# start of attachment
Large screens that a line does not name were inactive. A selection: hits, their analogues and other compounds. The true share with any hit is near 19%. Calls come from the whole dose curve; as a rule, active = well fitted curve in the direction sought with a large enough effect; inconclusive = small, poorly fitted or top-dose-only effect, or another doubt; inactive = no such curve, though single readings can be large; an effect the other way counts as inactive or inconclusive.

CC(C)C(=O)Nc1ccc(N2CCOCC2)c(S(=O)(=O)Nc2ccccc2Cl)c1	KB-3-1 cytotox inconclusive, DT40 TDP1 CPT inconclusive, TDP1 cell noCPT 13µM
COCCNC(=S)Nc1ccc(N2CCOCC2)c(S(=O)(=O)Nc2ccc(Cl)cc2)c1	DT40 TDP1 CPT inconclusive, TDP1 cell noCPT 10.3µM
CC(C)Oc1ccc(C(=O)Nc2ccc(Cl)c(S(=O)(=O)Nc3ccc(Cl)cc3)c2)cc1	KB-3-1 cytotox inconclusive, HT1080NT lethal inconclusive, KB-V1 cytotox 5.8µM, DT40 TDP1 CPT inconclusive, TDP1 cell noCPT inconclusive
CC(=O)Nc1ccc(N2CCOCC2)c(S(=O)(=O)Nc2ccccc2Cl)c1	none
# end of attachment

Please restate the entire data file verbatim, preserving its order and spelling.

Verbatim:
Large screens that a line does not name were inactive. A selection: hits, their analogues and other compounds. The true share with any hit is near 19%. Calls come from the whole dose curve; as a rule, active = well fitted curve in the direction sought with a large enough effect; inconclusive = small, poorly fitted or top-dose-only effect, or another doubt; inactive = no such curve, though single readings can be large; an effect the other way counts as inactive or inconclusive.

CC(C)C(=O)Nc1ccc(N2CCOCC2)c(S(=O)(=O)Nc2ccccc2Cl)c1	KB-3-1 cytotox inconclusive, DT40 TDP1 CPT inconclusive, TDP1 cell noCPT 13µM
COCCNC(=S)Nc1ccc(N2CCOCC2)c(S(=O)(=O)Nc2ccc(Cl)cc2)c1	DT40 TDP1 CPT inconclusive, TDP1 cell noCPT 10.3µM
CC(C)Oc1ccc(C(=O)Nc2ccc(Cl)c(S(=O)(=O)Nc3ccc(Cl)cc3)c2)cc1	KB-3-1 cytotox inconclusive, HT1080NT lethal inconclusive, KB-V1 cytotox 5.8µM, DT40 TDP1 CPT inconclusive, TDP1 cell noCPT inconclusive
CC(=O)Nc1ccc(N2CCOCC2)c(S(=O)(=O)Nc2ccccc2Cl)c1	none